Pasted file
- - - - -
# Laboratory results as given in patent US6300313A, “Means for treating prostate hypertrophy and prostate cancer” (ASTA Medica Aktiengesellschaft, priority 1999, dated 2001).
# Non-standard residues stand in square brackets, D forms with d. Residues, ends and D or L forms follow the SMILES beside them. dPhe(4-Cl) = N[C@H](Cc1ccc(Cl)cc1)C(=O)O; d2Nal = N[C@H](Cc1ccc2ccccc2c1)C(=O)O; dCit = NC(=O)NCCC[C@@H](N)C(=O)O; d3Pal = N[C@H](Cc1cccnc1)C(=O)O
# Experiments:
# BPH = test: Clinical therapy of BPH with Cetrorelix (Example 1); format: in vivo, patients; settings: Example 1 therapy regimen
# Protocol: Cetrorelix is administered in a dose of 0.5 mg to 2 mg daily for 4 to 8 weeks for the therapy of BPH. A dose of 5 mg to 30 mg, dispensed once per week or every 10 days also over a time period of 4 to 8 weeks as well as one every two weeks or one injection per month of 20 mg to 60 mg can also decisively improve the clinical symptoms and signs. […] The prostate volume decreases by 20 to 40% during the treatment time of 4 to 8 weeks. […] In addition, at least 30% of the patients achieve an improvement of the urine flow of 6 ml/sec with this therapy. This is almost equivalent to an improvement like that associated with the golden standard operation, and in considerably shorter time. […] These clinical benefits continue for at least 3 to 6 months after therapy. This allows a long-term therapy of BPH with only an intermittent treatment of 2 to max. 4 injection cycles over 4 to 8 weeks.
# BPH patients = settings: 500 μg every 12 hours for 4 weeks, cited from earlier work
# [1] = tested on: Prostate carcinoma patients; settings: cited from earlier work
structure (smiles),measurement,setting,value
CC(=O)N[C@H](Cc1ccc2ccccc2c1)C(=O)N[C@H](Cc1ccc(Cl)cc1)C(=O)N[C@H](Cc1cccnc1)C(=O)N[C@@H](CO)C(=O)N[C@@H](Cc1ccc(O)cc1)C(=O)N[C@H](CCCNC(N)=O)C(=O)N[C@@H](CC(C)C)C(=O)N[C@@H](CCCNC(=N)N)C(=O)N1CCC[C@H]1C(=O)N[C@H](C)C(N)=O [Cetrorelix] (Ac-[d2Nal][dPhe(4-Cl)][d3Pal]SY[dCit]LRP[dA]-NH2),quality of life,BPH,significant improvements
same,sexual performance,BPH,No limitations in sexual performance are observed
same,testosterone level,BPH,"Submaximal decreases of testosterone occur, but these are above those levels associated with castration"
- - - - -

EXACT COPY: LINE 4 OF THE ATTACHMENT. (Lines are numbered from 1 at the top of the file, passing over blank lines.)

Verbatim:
# BPH = test: Clinical therapy of BPH with Cetrorelix (Example 1); format: in vivo, patients; settings: Example 1 therapy regimen